An Early Broad Shield, early nineteenth century
The term ‘broad’ refers to the flat face of the shield. They are sometimes called ‘spear’ shields as they are understood to have been used to deflect spears. South-eastern broad shields are created using two techniques: worked from the inner bark of a tree or carved from a solid piece of wood. This involves cutting the bark off a tree or a single piece of wood, paring it down and shaping it, then adding a cane handle.
The skill and time involved in creating shields indicates their cultural importance. Engraved with myriad lines, south-eastern shields best exemplify the region’s artistic cultural practice. These shields are often cloaked in an array of diamonds, zigzags, squares, bands, circles, criss-crosses and the occasional figure. These iconic designs empower the shield bearer by representing country and identifying both regional and clan affiliations. As seen in the imagery of both William Barak and Tommy McRae, broad and parrying shields played a central role in south-east ceremonies. Shields used in performance would often be painted with natural pigments, remnants of which can still be seen on many today.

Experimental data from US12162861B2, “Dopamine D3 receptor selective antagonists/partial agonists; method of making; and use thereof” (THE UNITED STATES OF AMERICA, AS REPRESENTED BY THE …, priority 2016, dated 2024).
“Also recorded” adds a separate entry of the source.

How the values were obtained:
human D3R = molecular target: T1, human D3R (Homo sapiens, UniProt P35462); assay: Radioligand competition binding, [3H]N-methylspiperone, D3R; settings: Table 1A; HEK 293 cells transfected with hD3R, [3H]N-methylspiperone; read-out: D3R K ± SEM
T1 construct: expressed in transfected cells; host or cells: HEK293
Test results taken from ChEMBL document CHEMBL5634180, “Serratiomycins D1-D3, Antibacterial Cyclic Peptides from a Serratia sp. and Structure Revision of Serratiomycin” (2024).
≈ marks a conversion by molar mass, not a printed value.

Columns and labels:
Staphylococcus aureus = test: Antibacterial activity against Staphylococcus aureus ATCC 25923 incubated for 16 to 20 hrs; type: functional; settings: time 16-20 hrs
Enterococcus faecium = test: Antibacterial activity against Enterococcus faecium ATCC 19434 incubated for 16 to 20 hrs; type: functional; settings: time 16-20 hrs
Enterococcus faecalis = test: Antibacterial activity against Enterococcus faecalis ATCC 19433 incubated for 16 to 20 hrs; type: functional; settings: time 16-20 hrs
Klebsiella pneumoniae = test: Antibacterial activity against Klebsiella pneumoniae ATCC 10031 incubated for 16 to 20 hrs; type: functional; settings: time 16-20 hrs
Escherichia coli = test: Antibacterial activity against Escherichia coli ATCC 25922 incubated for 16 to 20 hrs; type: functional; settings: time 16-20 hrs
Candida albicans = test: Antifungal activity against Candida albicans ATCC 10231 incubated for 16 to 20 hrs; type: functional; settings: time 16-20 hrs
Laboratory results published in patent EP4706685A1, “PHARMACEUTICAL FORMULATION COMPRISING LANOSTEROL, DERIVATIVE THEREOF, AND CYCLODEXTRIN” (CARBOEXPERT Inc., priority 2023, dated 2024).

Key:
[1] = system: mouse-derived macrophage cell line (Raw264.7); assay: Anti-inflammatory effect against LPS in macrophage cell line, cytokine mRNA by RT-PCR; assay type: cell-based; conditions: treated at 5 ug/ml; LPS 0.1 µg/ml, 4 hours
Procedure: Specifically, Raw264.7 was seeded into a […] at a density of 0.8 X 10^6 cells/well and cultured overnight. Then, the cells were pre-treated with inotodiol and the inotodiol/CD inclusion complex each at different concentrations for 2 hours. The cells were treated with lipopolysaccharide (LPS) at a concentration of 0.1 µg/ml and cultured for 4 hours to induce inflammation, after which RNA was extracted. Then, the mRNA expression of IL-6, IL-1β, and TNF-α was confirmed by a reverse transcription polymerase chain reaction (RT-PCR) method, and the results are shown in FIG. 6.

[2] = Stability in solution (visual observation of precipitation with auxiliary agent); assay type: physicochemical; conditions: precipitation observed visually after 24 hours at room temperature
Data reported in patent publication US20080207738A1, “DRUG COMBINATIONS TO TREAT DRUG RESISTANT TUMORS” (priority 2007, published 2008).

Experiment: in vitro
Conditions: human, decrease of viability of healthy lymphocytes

The majority of broad shields were collected in the 1800s and early 1900s, and mostly without the artist’s name being recorded. Current research is identifying connections between shields, based on the clan designs on their surface, which will hopefully provide further clues as to the identity of their makers and their language group.
carved hardwood, cane handle and natural pigments
93.4 cm height
Art Gallery of New South Wales Foundation Purchase 2018
Not on display